Driftwood Succulent | How To Plant Succulents On Driftwood (without Soil)

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How To Plant Succulents On Driftwood (without Soil)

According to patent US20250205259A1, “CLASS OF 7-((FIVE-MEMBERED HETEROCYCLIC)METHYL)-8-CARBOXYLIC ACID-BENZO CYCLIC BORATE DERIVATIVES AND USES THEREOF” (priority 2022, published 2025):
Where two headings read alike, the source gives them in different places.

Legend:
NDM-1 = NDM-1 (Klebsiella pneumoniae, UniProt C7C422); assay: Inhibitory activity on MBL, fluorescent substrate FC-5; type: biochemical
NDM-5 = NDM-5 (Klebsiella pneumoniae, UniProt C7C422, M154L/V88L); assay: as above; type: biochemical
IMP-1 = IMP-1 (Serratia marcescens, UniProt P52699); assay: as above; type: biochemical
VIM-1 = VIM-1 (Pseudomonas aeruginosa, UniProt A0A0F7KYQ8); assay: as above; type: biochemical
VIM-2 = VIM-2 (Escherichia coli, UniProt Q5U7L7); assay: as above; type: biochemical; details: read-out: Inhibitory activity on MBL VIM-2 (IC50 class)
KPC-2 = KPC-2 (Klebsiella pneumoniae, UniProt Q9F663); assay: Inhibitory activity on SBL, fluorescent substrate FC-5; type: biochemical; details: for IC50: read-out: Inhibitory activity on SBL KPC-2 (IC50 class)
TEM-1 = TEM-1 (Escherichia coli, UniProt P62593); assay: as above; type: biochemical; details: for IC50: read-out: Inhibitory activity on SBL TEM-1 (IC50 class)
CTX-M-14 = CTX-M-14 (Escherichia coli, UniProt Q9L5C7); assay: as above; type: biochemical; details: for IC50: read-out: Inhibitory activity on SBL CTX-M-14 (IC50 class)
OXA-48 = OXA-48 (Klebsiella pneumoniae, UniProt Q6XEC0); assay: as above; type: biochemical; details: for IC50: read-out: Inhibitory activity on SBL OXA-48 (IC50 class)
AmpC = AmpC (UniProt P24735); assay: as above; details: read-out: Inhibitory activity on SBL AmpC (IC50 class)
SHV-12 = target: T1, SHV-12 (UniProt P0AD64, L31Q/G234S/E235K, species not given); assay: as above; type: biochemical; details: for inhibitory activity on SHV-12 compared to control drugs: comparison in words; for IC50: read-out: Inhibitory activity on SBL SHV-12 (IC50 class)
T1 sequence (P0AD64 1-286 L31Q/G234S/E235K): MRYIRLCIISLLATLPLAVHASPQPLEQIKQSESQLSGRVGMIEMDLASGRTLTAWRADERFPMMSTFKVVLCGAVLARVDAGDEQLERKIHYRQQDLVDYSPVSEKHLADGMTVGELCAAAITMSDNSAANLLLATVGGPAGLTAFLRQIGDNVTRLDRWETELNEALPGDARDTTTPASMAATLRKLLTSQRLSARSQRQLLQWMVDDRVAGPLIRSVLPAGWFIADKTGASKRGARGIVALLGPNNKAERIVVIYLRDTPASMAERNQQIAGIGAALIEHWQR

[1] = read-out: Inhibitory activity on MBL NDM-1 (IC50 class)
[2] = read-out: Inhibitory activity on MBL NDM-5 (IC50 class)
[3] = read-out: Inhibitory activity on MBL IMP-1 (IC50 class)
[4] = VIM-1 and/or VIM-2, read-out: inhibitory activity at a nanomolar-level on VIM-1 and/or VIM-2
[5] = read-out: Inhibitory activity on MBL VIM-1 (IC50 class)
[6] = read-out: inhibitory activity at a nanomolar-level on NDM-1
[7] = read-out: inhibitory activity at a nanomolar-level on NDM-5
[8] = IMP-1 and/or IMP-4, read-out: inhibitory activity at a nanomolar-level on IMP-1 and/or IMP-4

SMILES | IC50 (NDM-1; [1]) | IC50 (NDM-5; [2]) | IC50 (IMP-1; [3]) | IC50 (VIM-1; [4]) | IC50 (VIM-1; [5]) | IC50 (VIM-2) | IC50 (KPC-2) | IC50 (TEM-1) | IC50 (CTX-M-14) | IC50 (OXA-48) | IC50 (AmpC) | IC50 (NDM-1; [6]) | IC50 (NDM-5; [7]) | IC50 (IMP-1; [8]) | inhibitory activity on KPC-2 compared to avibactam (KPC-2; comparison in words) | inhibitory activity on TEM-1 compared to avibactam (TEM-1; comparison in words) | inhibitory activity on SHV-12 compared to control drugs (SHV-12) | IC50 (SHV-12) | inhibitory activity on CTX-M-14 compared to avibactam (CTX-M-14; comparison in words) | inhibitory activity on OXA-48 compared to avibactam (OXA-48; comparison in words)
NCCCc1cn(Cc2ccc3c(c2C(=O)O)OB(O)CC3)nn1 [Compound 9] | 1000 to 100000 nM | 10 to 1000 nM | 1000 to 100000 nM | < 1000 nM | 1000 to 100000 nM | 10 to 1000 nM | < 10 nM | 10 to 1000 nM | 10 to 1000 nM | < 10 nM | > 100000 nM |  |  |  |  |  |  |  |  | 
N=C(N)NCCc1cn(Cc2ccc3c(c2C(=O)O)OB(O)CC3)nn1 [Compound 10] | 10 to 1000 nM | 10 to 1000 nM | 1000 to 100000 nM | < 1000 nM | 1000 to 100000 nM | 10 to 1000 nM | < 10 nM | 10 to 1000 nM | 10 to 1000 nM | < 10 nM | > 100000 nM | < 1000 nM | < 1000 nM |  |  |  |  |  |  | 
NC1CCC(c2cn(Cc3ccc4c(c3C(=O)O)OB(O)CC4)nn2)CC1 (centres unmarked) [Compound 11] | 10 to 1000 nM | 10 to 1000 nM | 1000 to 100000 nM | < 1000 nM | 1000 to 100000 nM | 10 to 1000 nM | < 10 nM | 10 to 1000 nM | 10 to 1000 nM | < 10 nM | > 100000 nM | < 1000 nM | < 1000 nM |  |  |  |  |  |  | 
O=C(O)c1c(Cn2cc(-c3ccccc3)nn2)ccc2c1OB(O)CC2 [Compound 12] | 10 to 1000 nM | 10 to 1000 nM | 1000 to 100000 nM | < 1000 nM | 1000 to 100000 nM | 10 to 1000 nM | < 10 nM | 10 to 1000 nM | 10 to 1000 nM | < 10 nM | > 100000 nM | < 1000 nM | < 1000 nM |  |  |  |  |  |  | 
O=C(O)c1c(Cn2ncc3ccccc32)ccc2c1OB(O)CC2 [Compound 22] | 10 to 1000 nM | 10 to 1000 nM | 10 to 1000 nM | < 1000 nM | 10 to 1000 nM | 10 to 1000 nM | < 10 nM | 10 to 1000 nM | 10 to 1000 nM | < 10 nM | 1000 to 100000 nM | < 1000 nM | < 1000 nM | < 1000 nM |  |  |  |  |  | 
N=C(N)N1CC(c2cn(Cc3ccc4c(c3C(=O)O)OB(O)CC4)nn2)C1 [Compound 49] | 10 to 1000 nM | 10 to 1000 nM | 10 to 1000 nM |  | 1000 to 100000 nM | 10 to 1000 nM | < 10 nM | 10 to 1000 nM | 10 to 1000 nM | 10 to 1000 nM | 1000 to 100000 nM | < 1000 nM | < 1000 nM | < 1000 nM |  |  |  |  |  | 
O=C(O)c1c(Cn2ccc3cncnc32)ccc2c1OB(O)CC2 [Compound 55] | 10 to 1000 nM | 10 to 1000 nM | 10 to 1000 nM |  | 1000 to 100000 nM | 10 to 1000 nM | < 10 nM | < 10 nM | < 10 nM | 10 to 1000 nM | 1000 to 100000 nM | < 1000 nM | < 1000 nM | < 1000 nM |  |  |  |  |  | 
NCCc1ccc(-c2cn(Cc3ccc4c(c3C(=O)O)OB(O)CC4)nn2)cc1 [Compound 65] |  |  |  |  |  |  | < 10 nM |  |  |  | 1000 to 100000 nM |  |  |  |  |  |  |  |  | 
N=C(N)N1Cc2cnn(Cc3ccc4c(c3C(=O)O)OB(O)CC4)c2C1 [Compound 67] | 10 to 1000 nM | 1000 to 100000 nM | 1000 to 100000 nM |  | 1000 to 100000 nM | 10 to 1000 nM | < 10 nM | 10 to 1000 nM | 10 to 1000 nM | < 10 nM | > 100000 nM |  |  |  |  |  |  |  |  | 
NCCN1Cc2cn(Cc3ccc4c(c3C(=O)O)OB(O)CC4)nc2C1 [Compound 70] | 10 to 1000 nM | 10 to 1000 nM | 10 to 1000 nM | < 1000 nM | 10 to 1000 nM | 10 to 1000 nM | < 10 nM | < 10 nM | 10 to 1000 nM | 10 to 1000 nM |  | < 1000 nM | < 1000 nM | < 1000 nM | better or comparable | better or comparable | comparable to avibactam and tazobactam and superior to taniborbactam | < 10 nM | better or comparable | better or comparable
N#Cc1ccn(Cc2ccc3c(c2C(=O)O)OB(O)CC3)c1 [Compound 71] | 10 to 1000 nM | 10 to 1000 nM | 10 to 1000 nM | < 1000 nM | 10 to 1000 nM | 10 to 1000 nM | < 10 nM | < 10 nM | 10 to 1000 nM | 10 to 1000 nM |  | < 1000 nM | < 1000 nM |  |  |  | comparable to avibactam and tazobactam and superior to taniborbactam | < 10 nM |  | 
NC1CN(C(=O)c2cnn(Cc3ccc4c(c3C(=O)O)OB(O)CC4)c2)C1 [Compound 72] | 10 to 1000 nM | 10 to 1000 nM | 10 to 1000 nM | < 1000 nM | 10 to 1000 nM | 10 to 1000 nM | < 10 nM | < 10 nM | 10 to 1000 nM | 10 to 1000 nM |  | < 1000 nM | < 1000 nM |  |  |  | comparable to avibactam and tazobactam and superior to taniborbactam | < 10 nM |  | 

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Hey, guys today. I want to dedicate a whole entire video on how I plant. Succulents on driftwood. We’ve done a few videos in the past, where I’ve done this, But it hasn’t been like the focus of the video. The most recent was our terrarium planter. I had a piece of driftwood in there that I added some succulents to we’ve done succulents on a rock along with air plants and then actually, our Facebook cover photo right Now. It’s a piece of driftwood with succulents on it, So since it hasn’t been the focus, we haven’t really touched a lot on how I do it or how long it lasts. How to take care of it all that stuff, and we get tones of questions about it so today. I’m going to show you what I do. Alright, so let me show you everything that I use for this first of all. You have to have your rock or your piece of driftwood, or whatever you’re using as your base. And then you need sphagnum. Moss, sometimes it’s called Green Moss. It’s the best kind of Moss to use for this stuff because it retains moisture long enough for the cyclones to suck it up, but then it dries out quickly. The other thing you need is some glue. Some people use tacky gel, glue or hot glue? I primarily actually I only use hot glue in this project. I’ll show you why later, and then you want a variety of succulent cuttings. That’s an active area and grafted area, some kalanchoe really pretty ones and some scissors, helpful to have around and then water bottle for watering. Okay, so the first thing. I’m going to do is glue my moss on, and I’m going to make sure to get a quarter to a half inch layer on my piece of wood. You can use tacky gel glue For this part like I said the reason why I don’t like to use it as it takes forever to dry, and I don’t like to wait that long and for the mosque section like the Moss part of this project. It doesn’t really matter, so I want to do that. Quick, okay, so I’ve got a nice layer of moss attached onto my piece of wood, and so now I get to start attaching succulents. I actually took cuttings. Let’s see two days ago, so they’ve had a good chance to dry and callus on the cut ends. You don’t have to do that. The difference is, is that? I can start watering mine right away right after I get done attaching everything on. If you don’t wait for your succulent cuttings to callus, then you’ll want to wait about a week before you water for the first time, that’s the only difference. Okay, so to attach your succulents on, This is a the part that I think people get the most freaked out about. I use hot glue. The glue does not hurt them. Whether or not it’s super hot or cool, it does not hurt your succulent cuttings. They will still route into the moss right around the glue. But I do after I dot my glue on. I wait for it to cool a little bit, so I put it on its super hot. I wait a few seconds, and then it kind of cools down to that tacky consistency, and that’s when I’ll push my succulent cuttings on. Doesn’t hurt them one bit you’ll. Just want to make sure your cutting is nested, really well down into the moss because you want to give it something to root into little dab of glue and then we’ll wait just a few seconds. We’ll, just push the second cutting right into that glue nest. It really well down into that Moss. Okay, and then. I’m going to wait just a couple seconds before I keep going and I’ll do that. I’ll pause in between each cutting so that I make sure it’s glued dried. So I make sure it’s dried really fast So that if I bump into it, it’s not going to dislodge it anywhere. I’m going to use the scrap debería next little dab of glue. Wait a little bit all right here. We go okay so. I’m just going to keep doing that until I have my piece. Done, okay, so once you have all your succulents attached, you’re pretty much done So now it’s just maintenance mode like I said. If you let your succulent cuttings callus, you can water it right away. I use a spray bottle or my syringe to water And what I do is I. Just get in really close, trying not to mist onto the actual succulents, because you don’t want water to be collecting in the crown. Not good for them, so you just get in there and you just miss the heck out of it until all of the moss is saturated. And if you’ve got this on a surface that you want to protect. I would probably do this in the sink or put it into a saucer so that the water that runs out of the Moss has somewhere to go. And if you didn’t let them callus before you did the project make sure and to not to do this step until about a week later. And then you can start watering it, so I’m going to be putting this in a bright sunny spot in my house that gets approximately like 4 to 6 hours of sunlight and I’ll water about once a week, and that’s pretty much it so like I said, this is not a long-term project. It’ll only last a few months. So what will happen is these succulents will start to produce roots in a few weeks – up to two months. Every variety is a little bit different, so they’ll just sit there and look pretty for a few months while they’re producing roots and starting to root into that moss and then after that, they may start to put on a little bit of growth and then you’ll know when it gets to a point where, hey, these succulents are getting a little bit too big for this piece of driftwood and it’s time to replant them. At that point, you can use a butter knife or something. That’s got a little bit of a sharp edge and you can get in there and just kind of gently scrape them off the piece of wood and then replant them in soil. But I’m going to show you that. So what we’re planning on doing is we’ll do kind of a Midway update when they start to root in. So you guys can see how they look now, not all the time. Do you have a hundred percent success with a project like this? It is risky! When you take cuttings because nine out of ten times they survive, but there is that 10 percent chance or less that they won’t survive. So we’ll show you. I’ll show you about midway when they start to root to show you how they are looking, and if they’re doing well or not and then toward the end, when it’s time for them to come off, I’ll show you how to remove them and to replant them so right now It’s late January 2016 So if you are watching this video in the future, you can watch the update ones right up here or we will put the links in the description below. I hope this answered your questions on how we put together arrangements like this. If you have any other questions, please make sure to comment below, and if you do, give this project a try. I would love to see pictures, so post them on our Facebook page, and that’s it, so we will see you guys in the next video bye.